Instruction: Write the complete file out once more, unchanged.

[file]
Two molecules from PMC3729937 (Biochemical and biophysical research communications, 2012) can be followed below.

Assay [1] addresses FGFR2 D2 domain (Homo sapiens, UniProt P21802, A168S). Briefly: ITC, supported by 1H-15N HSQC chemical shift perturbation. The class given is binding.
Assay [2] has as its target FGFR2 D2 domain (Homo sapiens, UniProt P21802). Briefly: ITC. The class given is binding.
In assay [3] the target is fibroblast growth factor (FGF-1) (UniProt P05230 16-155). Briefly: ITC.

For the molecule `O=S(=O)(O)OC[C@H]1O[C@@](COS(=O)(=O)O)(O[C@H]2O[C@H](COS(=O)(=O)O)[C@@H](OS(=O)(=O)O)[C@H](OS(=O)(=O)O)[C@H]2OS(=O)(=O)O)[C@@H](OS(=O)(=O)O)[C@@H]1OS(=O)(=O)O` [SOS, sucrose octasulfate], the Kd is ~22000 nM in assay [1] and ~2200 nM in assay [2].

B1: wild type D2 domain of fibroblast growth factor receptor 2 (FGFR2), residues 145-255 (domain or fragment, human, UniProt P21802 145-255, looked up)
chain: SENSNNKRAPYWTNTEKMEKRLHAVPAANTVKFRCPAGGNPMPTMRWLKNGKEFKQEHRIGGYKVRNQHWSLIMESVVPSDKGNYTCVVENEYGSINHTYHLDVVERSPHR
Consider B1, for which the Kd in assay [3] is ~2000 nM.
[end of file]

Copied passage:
Two molecules from PMC3729937 (Biochemical and biophysical research communications, 2012) can be followed below.

Assay [1] addresses FGFR2 D2 domain (Homo sapiens, UniProt P21802, A168S). Briefly: ITC, supported by 1H-15N HSQC chemical shift perturbation. The class given is binding.
Assay [2] has as its target FGFR2 D2 domain (Homo sapiens, UniProt P21802). Briefly: ITC. The class given is binding.
In assay [3] the target is fibroblast growth factor (FGF-1) (UniProt P05230 16-155). Briefly: ITC.

For the molecule `O=S(=O)(O)OC[C@H]1O[C@@](COS(=O)(=O)O)(O[C@H]2O[C@H](COS(=O)(=O)O)[C@@H](OS(=O)(=O)O)[C@H](OS(=O)(=O)O)[C@H]2OS(=O)(=O)O)[C@@H](OS(=O)(=O)O)[C@@H]1OS(=O)(=O)O` [SOS, sucrose octasulfate], the Kd is ~22000 nM in assay [1] and ~2200 nM in assay [2].

B1: wild type D2 domain of fibroblast growth factor receptor 2 (FGFR2), residues 145-255 (domain or fragment, human, UniProt P21802 145-255, looked up)
chain: SENSNNKRAPYWTNTEKMEKRLHAVPAANTVKFRCPAGGNPMPTMRWLKNGKEFKQEHRIGGYKVRNQHWSLIMESVVPSDKGNYTCVVENEYGSINHTYHLDVVERSPHR
Consider B1, for which the Kd in assay [3] is ~2000 nM.